U.S. Pat. No. 4,466,697 discloses a light dispersive optical lightpipe and method of making same. The optical lightpipes are doped in a core region with refractive and/or reflective light scattering particles. When light traversing the lightpipe strikes a particle, it is scattered and some of the scattered light exits the lightpipe through a side. As disclosed in this patent, the light scattering particles are preferably incorporated into the lightpipe during manufacture, by adding light scattering material with the molten core before extruding the material as an optical fiber.
U.S. Pat. No. 5,037,172 discloses a method of manufacturing a reflective notch coupler for an optical fiber. The coupler is formed in an optical fiber by a pair of angled surfaces extending from the cladding of the optical fiber and meeting in the fiber's core to form an indentation in the fiber. One surface of the fiber is reflectively coated and couples light into and out of the core of the optical fiber.
U.S. Pat. No. 5,432,876 discloses an illumination device and optical fibers for use within the illumination device. According to the patentees, an optical fiber is provided with a light emitting region along at least a portion of its length. In the light emitting region, there are constructed a number of optical elements which include reflecting surfaces, at least one of which has a cross sectional area less than that of the fiber. Light traversing the fiber which strikes the reflecting surface is reflected out of the fiber. In order to maintain a substantially uniform output illumination along the light emitting region of the fiber, the morphology, pattern and spacing of the optical elements are varied as desired.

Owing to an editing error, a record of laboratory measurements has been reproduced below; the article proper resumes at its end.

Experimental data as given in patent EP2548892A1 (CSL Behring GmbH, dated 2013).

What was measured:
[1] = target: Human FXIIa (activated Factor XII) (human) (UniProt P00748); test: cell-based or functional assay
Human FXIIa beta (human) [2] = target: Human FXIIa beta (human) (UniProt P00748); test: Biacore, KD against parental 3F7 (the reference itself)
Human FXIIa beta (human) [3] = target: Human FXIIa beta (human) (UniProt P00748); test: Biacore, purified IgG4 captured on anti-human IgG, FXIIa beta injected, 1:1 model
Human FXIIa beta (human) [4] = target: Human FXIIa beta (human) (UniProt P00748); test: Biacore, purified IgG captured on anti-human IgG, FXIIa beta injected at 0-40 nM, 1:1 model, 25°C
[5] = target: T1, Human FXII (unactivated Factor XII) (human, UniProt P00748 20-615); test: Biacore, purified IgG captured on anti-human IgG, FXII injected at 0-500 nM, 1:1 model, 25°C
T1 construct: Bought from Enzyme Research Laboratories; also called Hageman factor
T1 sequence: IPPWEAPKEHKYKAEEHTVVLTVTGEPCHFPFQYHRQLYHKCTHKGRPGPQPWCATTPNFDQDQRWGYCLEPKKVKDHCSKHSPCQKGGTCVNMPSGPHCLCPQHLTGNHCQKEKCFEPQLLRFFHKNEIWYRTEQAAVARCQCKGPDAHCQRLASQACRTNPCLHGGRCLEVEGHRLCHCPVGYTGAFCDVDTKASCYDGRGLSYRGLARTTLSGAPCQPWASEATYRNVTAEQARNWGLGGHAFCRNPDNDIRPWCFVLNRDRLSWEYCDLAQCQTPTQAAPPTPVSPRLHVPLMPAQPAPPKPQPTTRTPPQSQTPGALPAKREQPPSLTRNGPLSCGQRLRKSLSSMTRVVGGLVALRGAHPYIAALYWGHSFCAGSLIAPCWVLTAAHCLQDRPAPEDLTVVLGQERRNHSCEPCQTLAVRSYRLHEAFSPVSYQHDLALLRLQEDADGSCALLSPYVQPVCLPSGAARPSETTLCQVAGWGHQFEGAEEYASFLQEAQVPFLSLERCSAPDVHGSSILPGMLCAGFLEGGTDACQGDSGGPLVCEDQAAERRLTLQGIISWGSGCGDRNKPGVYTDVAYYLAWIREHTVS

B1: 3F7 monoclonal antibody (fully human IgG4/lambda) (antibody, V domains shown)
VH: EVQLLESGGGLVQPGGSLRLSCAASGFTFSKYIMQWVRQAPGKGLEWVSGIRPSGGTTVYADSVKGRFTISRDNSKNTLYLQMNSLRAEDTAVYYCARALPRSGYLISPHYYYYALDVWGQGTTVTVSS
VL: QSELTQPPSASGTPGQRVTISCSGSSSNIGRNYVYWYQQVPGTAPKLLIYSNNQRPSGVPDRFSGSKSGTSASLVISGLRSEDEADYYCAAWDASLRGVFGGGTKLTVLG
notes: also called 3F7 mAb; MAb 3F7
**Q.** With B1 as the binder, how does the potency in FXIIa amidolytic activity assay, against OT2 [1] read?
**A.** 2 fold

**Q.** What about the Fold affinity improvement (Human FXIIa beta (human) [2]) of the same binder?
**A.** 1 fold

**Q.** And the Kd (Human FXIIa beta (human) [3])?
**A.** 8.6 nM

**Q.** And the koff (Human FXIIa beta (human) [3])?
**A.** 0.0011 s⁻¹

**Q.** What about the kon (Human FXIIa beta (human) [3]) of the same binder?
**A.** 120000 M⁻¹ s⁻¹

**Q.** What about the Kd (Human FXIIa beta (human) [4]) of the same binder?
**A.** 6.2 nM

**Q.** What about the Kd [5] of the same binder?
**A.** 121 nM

Finally, U.S. Pat. application Ser. No. 08/667,164 now U.S. Pat. No. 5,673,344 which is assigned to the present assignee and incorporated herein by reference and in a subsequent article entitled "Distribution of Light Power and Optical Signals Using Embedded Mirrors Inside Polymer Optical Fibers" by Y. Li and T. Wang (the inventor of the present application), which appeared in IEEE Photonics Technology Letters in October, 1996, there is shown how light may be distributed through side-emitting ports along a polymer optical fiber. The ports include an imbedded mirror region, which is produced by cutting and refilling a portion of the optical fiber.